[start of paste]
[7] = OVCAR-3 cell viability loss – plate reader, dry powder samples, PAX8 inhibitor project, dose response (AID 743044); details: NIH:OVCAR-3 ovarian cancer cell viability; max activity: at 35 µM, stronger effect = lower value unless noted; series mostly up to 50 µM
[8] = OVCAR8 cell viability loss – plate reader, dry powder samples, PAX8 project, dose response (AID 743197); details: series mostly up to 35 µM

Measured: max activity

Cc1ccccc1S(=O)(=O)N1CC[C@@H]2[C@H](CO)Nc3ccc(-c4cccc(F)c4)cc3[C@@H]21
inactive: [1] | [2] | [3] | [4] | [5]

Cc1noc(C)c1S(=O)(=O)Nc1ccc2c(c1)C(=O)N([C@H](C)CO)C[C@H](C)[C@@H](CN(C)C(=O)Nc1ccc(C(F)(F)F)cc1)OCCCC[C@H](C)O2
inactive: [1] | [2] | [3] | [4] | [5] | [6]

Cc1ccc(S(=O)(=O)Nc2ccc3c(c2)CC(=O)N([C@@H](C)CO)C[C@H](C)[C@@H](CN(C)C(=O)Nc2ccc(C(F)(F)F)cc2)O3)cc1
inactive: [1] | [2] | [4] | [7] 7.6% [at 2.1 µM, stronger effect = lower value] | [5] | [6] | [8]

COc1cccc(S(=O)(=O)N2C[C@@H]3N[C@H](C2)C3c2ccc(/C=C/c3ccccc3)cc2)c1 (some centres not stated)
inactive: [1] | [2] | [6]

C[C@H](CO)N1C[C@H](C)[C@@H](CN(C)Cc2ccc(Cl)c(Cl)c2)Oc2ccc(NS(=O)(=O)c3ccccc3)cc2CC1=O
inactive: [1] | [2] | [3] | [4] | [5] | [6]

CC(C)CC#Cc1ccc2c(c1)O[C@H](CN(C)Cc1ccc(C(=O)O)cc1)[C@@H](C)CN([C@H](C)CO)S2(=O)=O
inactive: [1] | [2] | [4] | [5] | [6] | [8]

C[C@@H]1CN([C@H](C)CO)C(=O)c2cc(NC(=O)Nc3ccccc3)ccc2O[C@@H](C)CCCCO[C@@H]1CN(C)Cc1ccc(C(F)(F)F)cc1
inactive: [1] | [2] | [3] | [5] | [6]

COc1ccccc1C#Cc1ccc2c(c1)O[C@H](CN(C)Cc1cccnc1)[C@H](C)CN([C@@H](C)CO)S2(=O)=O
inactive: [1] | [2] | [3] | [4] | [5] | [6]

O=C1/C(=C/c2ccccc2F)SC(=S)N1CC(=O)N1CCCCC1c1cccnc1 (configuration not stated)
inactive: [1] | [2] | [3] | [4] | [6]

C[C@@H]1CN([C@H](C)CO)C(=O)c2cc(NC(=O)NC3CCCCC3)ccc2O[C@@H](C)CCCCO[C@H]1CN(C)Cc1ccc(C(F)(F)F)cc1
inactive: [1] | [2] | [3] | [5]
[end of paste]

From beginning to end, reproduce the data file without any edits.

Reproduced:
[7] = OVCAR-3 cell viability loss – plate reader, dry powder samples, PAX8 inhibitor project, dose response (AID 743044); details: NIH:OVCAR-3 ovarian cancer cell viability; max activity: at 35 µM, stronger effect = lower value unless noted; series mostly up to 50 µM
[8] = OVCAR8 cell viability loss – plate reader, dry powder samples, PAX8 project, dose response (AID 743197); details: series mostly up to 35 µM

Measured: max activity

Cc1ccccc1S(=O)(=O)N1CC[C@@H]2[C@H](CO)Nc3ccc(-c4cccc(F)c4)cc3[C@@H]21
inactive: [1] | [2] | [3] | [4] | [5]

Cc1noc(C)c1S(=O)(=O)Nc1ccc2c(c1)C(=O)N([C@H](C)CO)C[C@H](C)[C@@H](CN(C)C(=O)Nc1ccc(C(F)(F)F)cc1)OCCCC[C@H](C)O2
inactive: [1] | [2] | [3] | [4] | [5] | [6]

Cc1ccc(S(=O)(=O)Nc2ccc3c(c2)CC(=O)N([C@@H](C)CO)C[C@H](C)[C@@H](CN(C)C(=O)Nc2ccc(C(F)(F)F)cc2)O3)cc1
inactive: [1] | [2] | [4] | [7] 7.6% [at 2.1 µM, stronger effect = lower value] | [5] | [6] | [8]

COc1cccc(S(=O)(=O)N2C[C@@H]3N[C@H](C2)C3c2ccc(/C=C/c3ccccc3)cc2)c1 (some centres not stated)
inactive: [1] | [2] | [6]

C[C@H](CO)N1C[C@H](C)[C@@H](CN(C)Cc2ccc(Cl)c(Cl)c2)Oc2ccc(NS(=O)(=O)c3ccccc3)cc2CC1=O
inactive: [1] | [2] | [3] | [4] | [5] | [6]

CC(C)CC#Cc1ccc2c(c1)O[C@H](CN(C)Cc1ccc(C(=O)O)cc1)[C@@H](C)CN([C@H](C)CO)S2(=O)=O
inactive: [1] | [2] | [4] | [5] | [6] | [8]

C[C@@H]1CN([C@H](C)CO)C(=O)c2cc(NC(=O)Nc3ccccc3)ccc2O[C@@H](C)CCCCO[C@@H]1CN(C)Cc1ccc(C(F)(F)F)cc1
inactive: [1] | [2] | [3] | [5] | [6]

COc1ccccc1C#Cc1ccc2c(c1)O[C@H](CN(C)Cc1cccnc1)[C@H](C)CN([C@@H](C)CO)S2(=O)=O
inactive: [1] | [2] | [3] | [4] | [5] | [6]

O=C1/C(=C/c2ccccc2F)SC(=S)N1CC(=O)N1CCCCC1c1cccnc1 (configuration not stated)
inactive: [1] | [2] | [3] | [4] | [6]

C[C@@H]1CN([C@H](C)CO)C(=O)c2cc(NC(=O)NC3CCCCC3)ccc2O[C@@H](C)CCCCO[C@H]1CN(C)Cc1ccc(C(F)(F)F)cc1
inactive: [1] | [2] | [3] | [5]